Monday, June 27, 2016

Introduction to a Study of James

About two weeks before we finished reading through and studying Galatians, I began talking to Jesus about which book of the Bible he wanted me to read through next. I want this to be different. I only want to go where he leads, not where I feel like I'm being blown as if on the wind and definitely not where I lead. My leading only takes me to dead ends with no future. And so God told me. I felt an overwhelming answer: James.

I peeked through I and II Peter anyway, thinking maybe one of those would be a better place to go (because, you know, I'm a slow learner apparently). I even briefly considered Acts or Romans (Jesus wasn't really saying James, right?), but alas, I was drawn back to James over and over again. Are you sure, God? I don't know much about James! Yes, James is the one. That was what I felt like he was whispering to me. And so we are going to start here, with an introduction to the book of James.

I started by reading through several introductions in several different Bibles. One was a Hebrew-Greek Study Bible; another was a Chronological Bible. I also looked at the introductions written in a Mom Bible and a copy of The Message. Each one contained a few things that were the same and acknowledged a few things that were up for debate by "the experts." I even read through some commentaries and articles about who James was and why he wrote this epistle.

Who wrote the book of James? There were a couple of guys named James listed throughout the New Testament. One was an apostle of Jesus- one of the twelve in fact. But experts agree that this book can't be written by him as it was written after his martyrdom in 44AD (Acts 12:2).

The only other James who is famous enough to be able to address a letter as simply "James, a servant of God and of the Lord Jesus Christ" without any other clarifying statements is James, oldest half-brother to Jesus (check out Matthew 13:55 to see that reference) and son to Mary and Joseph. Initially, James didn't believe his brother's claims to being the Messiah (John 7:5, Mark 6:4). Honestly, if you thought about it, would you? If either of my brothers tried to tell me that, I'd struggle to believe it too. I would want to see it with my own eyes. So no judgment from me on this one! But that's just the thing, isn't it? Faith is believing without seeing. Still, Jesus is pretty awesome and understanding of our human nature, because he actually does show himself to James after his resurrection.

And after he saw him resurrected (1 Corinthians 15:7), he changed his tune! Again, wouldn't you? Paul certainly did after seeing him on the road to Damascus, remember? But I digress. After seeing Jesus risen again, James was in the upper room with the other disciples when the Holy Spirit came upon them (Acts 1). He then became a leader in the church in Jerusalem (check Acts 12:17 and look back at Galatians 1:18-19 for references to this fact) thereby becoming well-known enough to address his letter "James, a servant of God and of the Lord Jesus Christ."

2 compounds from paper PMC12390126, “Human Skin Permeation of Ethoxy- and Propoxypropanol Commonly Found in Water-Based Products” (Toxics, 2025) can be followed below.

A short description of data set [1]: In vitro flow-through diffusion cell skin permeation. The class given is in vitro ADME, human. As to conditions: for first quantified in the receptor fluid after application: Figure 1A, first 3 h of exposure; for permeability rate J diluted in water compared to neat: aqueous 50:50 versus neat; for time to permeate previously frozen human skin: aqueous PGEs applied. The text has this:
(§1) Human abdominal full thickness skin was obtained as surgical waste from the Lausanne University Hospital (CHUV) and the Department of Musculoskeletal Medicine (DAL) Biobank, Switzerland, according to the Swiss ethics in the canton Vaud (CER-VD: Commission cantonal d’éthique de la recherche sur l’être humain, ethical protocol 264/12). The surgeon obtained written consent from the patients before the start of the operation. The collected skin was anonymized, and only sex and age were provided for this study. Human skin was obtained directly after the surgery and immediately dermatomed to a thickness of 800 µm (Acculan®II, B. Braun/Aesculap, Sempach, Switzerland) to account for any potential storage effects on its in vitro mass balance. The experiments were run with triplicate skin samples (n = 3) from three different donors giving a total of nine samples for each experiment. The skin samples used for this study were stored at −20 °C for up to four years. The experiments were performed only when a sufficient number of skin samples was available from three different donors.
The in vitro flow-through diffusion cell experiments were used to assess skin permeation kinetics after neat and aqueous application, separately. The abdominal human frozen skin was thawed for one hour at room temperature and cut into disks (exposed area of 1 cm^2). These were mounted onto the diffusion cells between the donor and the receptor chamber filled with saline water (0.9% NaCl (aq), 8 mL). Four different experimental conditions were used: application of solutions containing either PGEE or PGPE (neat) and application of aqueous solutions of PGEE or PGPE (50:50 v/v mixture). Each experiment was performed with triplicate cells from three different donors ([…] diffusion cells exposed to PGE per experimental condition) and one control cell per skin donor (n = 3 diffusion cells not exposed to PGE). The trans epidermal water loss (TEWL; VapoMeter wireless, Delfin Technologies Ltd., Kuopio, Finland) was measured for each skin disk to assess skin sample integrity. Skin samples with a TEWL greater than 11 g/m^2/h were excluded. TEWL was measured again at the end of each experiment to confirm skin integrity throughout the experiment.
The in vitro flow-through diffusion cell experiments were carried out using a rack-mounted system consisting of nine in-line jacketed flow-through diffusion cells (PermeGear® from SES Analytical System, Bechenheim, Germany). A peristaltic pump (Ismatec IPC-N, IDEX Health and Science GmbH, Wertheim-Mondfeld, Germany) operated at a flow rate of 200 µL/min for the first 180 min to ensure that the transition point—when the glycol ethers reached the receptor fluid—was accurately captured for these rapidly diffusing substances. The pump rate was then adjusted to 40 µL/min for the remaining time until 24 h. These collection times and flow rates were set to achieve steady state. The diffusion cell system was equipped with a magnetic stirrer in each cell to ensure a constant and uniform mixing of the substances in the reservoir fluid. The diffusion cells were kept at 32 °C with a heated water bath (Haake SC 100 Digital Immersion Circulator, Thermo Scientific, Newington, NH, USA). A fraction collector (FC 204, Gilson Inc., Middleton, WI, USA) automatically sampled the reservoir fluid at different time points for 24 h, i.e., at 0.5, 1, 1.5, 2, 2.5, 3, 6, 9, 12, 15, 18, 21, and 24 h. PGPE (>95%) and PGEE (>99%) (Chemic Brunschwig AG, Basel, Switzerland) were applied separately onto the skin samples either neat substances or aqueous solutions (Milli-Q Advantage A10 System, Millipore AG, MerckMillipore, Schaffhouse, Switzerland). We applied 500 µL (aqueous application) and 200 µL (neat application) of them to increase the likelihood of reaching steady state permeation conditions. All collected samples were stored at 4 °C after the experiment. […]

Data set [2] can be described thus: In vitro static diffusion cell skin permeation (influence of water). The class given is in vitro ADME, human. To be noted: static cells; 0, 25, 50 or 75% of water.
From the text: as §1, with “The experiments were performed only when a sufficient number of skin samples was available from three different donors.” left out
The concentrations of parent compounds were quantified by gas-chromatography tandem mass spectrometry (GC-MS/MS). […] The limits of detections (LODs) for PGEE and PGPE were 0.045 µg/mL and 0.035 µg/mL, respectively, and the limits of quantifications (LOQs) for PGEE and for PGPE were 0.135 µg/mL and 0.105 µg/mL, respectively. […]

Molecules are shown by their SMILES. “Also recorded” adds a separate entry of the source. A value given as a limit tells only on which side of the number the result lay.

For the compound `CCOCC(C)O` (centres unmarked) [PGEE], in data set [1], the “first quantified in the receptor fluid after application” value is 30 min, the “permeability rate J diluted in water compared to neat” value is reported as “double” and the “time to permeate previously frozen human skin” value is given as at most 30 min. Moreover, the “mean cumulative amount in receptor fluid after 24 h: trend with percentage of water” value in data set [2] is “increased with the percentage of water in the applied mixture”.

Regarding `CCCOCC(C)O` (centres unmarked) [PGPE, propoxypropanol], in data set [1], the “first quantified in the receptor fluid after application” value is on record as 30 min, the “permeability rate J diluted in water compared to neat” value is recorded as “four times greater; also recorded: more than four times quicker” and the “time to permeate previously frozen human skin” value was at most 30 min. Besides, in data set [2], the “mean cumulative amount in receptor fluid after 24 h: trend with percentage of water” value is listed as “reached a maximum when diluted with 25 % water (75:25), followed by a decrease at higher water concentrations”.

When was James written? That isn't entirely clear. Some experts believe that it was written around the time of the Jerusalem council in 46AD while others believe it was closer to the martyrdom of (this) James in 62AD. Either way, it was written in Greek "to the twelve tribes scattered among the nations" (James 1:1), which implies that it coincides with events from Acts 8-11 sometime. Jewish Christians were being persecuted and were, therefore, spread out pretty far from one another. Acts 7 actually details the death of Stephen at the hands of Jewish leaders, including Saul of Tarsus who stood by watching in approval (remember that later Saul becomes Paul). Jewish Christians were dying. It was a scary time to be a believer.

It's cool though, that what Satan intended for evil (killing Christians, and especially Jewish Christians, for their beliefs), God spun around and used for good. The Jewish Christians were so scared about persecution that they spread far and wide across the known world. If they hadn't spread so very far and shared the good news about Jesus's death and resurrection, would we know about Jesus today or would they have killed off anyone who knew anything? God used that persecution to spread the good news of the Messiah. Just an observation.

What's the main point of James? Interestingly, James is full of great instructions for Christians. Some even refer to it as "the New Testament counterpart to Proverbs." James spends five chapters explaining that you need to demonstrate your inward faith with actions on the outside. Keeping your faith inside kills it. In fact, James 2:17 says, "faith, by itself, if it is not accompanied by action, is dead." So the main point of James is to teach us to not just feel our faith but to show our faith through action!

I am so excited to dive into this book of the Bible. I can't wait to see all that God reveals through this study and put that learning about faith into action (see what I did there? Faith and learning in action? No? Okay then...). My prayer today is that God speaks through these pages and reveals more and more of himself to anyone who reads his messages. I am so thankful that we have the absolute privilege of studying God's word without persecution unlike the Christians of James' days. Have a blessed day and allow God to bless someone else through you today as you go.


1. Aust, Jerod, Profiles of Faith: James- Half-brother of Jesus. Access Date: June 24, 2016. Website:
2. Bible Gateway. Access Date: June 24, 2106. Website:
3. Zodhiates, Spiros Th.D., The Hebrew-Greek Key Word Study Bible. TN: AMG Publishers, 1996.

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